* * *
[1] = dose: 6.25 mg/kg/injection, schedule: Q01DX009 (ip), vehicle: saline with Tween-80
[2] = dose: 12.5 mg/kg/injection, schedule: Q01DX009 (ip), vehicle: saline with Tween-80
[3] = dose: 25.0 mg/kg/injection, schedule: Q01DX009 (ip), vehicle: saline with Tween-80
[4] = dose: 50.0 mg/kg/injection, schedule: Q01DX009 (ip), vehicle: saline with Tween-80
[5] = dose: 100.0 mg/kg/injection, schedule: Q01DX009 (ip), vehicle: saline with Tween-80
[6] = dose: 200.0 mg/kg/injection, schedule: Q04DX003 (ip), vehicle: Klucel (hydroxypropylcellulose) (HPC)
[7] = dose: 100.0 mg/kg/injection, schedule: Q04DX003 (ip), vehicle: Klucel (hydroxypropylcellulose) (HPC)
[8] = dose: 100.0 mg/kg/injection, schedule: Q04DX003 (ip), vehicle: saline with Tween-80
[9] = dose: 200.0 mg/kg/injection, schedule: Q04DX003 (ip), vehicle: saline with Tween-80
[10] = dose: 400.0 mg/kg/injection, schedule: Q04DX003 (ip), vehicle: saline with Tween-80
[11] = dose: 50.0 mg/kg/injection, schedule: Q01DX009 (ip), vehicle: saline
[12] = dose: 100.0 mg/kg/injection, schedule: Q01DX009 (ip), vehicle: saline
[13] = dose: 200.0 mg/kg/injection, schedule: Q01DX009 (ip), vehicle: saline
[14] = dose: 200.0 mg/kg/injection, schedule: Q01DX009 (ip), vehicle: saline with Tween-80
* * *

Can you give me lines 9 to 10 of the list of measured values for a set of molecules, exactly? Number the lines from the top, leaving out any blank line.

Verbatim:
[9] = dose: 200.0 mg/kg/injection, schedule: Q04DX003 (ip), vehicle: saline with Tween-80
[10] = dose: 400.0 mg/kg/injection, schedule: Q04DX003 (ip), vehicle: saline with Tween-80